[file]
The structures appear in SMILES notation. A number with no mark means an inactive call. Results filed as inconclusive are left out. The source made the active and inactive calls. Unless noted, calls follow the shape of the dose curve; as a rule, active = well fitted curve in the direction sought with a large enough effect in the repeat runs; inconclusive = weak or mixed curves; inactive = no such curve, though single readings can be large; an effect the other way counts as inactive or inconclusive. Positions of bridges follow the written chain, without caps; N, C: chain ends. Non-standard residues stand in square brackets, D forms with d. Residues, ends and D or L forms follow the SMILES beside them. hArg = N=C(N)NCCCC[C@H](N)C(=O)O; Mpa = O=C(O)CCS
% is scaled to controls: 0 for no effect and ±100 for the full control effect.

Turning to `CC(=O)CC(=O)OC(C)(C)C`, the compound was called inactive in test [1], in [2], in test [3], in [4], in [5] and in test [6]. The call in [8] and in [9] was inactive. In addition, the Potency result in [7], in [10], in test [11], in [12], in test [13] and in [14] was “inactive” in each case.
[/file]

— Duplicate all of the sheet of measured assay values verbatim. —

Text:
The structures appear in SMILES notation. A number with no mark means an inactive call. Results filed as inconclusive are left out. The source made the active and inactive calls. Unless noted, calls follow the shape of the dose curve; as a rule, active = well fitted curve in the direction sought with a large enough effect in the repeat runs; inconclusive = weak or mixed curves; inactive = no such curve, though single readings can be large; an effect the other way counts as inactive or inconclusive. Positions of bridges follow the written chain, without caps; N, C: chain ends. Non-standard residues stand in square brackets, D forms with d. Residues, ends and D or L forms follow the SMILES beside them. hArg = N=C(N)NCCCC[C@H](N)C(=O)O; Mpa = O=C(O)CCS
% is scaled to controls: 0 for no effect and ±100 for the full control effect.

Turning to `CC(=O)CC(=O)OC(C)(C)C`, the compound was called inactive in test [1], in [2], in test [3], in [4], in [5] and in test [6]. The call in [8] and in [9] was inactive. In addition, the Potency result in [7], in [10], in test [11], in [12], in test [13] and in [14] was “inactive” in each case.